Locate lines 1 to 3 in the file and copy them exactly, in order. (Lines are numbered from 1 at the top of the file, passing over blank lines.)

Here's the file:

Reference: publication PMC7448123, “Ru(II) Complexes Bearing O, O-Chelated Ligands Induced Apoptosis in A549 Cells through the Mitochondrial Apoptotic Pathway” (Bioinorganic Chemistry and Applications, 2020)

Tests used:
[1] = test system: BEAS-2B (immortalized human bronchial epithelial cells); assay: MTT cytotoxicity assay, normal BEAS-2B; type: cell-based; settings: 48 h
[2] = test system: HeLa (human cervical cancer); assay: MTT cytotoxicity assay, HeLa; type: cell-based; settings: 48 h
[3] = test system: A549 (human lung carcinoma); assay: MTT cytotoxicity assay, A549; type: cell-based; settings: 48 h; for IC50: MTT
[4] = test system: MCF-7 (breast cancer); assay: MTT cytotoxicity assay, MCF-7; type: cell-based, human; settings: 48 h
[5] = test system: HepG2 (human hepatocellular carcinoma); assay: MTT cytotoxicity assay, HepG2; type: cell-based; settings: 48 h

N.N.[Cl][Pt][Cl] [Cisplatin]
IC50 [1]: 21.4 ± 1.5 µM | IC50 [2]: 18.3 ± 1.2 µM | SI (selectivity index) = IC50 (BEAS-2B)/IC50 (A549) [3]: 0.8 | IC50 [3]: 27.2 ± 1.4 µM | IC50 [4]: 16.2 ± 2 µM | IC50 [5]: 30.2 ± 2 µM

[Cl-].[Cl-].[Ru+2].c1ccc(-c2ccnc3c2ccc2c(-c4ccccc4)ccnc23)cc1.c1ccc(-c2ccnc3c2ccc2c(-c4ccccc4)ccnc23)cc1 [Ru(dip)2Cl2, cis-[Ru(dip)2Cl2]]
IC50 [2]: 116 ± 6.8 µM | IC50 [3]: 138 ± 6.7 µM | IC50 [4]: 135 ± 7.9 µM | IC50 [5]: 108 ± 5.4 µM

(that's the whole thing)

Reference: publication PMC7448123, “Ru(II) Complexes Bearing O, O-Chelated Ligands Induced Apoptosis in A549 Cells through the Mitochondrial Apoptotic Pathway” (Bioinorganic Chemistry and Applications, 2020)

Tests used:
[1] = test system: BEAS-2B (immortalized human bronchial epithelial cells); assay: MTT cytotoxicity assay, normal BEAS-2B; type: cell-based; settings: 48 h